The Complete Fairy Tales & Other Stories
By Hans Christian Andersen - online book

Oxford Complete Illustrated Edition all his stories written between 1835 and 1872.

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934                          REMOVING-DAY
I did get something shortly after Christmas. I came down into the street, which was raw, wet, dirty, and enough to give one a cold. The dustman stopped with his cart, which was full, a kind of sample of the streets of Copenhagen on a removing-day. In the back of the cart was a fir-tree, still quite green and with gold-tinsel on the branches; it had been used for a Christmas-tree and was now thrown out into the street, and the dustman had stuck it up at the back of the heap. It was pleasant to look at, or some­thing to weep over ; yes, one can say either, according to how one thinks about it, and I thought about it, and so did one and another of the things which lay in the cart, or they might have thought, which is about one and the. same thing. A lady's torn glove lay there; what did it think about ? Shall I tell you ? It lay and pointed with the little finger at the fir-tree. " That tree concerns me," it thought; " I have also been at a party where there were chandeliers ! my real life was one ball-night; a hand-clasp, and I split! there my recollection stops ; I have nothing more to live for!" That is what the glove thought, or could have thought. " How silly the fir-tree is ! " said the potsherd. Broken crockery thinks everything foolish. " If one is on the dust-cart," they said, " one should not put on airs and wear tinsel! I know that I have been of use in this world, of more use than a green branch like that." That was also an opinion such as many people may have ; but the fir-tree looked well, it was a little poetry on the pile of rubbish, and there is plenty of that about in the streets on removing-day! The way got heavy and trouble­some for me down there, and I became eager to come away, up into the tower again, and to stay up here: here I sit and look down with good humour.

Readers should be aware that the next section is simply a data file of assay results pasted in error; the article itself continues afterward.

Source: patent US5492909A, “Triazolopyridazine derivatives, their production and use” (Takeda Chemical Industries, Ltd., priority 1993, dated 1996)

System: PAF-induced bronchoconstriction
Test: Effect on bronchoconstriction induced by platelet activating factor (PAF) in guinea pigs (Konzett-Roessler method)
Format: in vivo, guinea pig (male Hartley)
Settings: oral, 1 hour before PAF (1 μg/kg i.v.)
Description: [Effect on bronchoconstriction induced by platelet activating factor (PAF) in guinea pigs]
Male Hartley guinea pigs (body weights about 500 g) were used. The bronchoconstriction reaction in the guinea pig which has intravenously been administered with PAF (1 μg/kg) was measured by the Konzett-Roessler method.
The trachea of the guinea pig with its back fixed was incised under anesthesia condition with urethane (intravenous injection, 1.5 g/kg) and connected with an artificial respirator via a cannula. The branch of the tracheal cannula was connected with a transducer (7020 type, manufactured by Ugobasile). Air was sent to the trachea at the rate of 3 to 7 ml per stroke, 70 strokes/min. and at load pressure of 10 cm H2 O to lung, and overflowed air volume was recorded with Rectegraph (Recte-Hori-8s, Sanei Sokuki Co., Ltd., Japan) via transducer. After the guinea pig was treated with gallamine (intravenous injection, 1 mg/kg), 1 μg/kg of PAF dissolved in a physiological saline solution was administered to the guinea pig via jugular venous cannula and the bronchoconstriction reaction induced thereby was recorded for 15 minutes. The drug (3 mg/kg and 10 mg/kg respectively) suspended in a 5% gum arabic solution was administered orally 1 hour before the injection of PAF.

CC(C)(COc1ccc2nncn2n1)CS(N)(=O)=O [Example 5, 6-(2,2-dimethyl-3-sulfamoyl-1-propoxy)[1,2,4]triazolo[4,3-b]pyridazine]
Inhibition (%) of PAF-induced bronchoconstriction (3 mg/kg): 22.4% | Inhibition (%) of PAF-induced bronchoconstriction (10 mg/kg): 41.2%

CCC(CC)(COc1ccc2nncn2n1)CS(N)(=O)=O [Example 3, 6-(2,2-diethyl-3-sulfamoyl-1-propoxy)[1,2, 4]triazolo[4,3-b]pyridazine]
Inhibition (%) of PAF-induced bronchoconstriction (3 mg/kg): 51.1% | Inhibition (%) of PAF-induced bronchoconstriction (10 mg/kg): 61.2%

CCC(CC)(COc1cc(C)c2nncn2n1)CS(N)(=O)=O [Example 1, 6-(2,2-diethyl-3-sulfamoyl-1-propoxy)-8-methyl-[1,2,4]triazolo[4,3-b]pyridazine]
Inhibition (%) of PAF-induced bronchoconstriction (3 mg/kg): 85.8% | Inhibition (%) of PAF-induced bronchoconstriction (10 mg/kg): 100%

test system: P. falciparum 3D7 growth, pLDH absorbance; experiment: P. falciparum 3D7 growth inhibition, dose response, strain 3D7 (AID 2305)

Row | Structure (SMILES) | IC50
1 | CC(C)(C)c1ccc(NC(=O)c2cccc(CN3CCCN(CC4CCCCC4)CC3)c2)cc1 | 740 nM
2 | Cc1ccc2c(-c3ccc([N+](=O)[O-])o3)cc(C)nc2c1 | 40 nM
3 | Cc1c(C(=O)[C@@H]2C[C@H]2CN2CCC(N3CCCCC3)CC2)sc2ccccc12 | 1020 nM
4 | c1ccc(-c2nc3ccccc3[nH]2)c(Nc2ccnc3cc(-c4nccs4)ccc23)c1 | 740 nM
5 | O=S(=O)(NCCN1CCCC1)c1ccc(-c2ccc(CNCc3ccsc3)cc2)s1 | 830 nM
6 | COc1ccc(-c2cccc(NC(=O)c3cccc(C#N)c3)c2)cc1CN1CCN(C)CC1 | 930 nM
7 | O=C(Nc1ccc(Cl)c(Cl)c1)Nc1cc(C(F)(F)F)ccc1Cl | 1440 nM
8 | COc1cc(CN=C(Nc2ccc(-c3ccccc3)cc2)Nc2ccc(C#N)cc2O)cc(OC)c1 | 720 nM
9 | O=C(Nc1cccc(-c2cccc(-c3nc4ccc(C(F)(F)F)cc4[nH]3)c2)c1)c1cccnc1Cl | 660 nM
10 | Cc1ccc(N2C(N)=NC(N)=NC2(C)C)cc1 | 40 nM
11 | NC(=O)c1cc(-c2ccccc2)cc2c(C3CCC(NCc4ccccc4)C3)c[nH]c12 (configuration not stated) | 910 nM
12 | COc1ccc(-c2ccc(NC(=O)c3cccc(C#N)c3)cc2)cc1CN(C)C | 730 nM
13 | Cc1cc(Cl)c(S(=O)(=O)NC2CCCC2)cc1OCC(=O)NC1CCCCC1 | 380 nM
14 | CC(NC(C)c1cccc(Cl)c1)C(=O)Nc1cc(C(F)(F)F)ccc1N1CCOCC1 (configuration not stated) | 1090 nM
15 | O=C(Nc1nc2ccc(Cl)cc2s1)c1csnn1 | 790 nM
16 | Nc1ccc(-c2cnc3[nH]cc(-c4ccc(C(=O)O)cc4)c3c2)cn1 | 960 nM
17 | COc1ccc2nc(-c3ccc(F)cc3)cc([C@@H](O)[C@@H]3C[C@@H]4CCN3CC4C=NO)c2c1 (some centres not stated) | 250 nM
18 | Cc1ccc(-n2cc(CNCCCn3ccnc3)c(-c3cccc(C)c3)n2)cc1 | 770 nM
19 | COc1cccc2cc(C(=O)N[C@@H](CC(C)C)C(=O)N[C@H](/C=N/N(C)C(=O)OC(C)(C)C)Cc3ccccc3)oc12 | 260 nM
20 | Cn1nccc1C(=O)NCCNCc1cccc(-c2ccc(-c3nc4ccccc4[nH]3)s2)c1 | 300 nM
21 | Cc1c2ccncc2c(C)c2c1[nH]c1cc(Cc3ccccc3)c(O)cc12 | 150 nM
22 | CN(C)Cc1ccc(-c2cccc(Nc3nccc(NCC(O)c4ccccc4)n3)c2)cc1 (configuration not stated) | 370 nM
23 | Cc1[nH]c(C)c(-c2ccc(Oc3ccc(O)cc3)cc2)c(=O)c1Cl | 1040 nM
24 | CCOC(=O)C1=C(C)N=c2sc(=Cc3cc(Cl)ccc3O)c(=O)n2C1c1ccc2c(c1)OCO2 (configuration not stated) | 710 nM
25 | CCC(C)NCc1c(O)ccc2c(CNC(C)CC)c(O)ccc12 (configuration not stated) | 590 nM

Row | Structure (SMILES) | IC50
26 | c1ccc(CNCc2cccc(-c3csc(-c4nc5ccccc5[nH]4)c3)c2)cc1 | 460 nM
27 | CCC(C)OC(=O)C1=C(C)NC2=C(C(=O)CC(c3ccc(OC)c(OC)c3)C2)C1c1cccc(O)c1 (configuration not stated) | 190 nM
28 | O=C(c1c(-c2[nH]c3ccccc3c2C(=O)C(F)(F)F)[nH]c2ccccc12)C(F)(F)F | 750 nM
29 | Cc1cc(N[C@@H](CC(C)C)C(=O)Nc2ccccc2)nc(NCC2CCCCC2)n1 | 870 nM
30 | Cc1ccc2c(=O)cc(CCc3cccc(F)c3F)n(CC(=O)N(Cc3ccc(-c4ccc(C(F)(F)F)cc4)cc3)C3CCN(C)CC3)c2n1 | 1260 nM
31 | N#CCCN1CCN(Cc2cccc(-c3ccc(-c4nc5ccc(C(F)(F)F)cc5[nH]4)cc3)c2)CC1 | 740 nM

' The good people down there play at changing houses ! they drag and toil with their belongings ; and the brownie sits in the tub and removes with them. House rubbish, family troubles, sorrows and afflictions remove from the old to the new dwelling, and so what do they and we get out of the whole ? Yes, it is already written down long ago in the good, old verse in the newspaper : " Think of Death's great removing-day! " It is a serious thought, but I suppose it is not unpleasant for you to hear about it.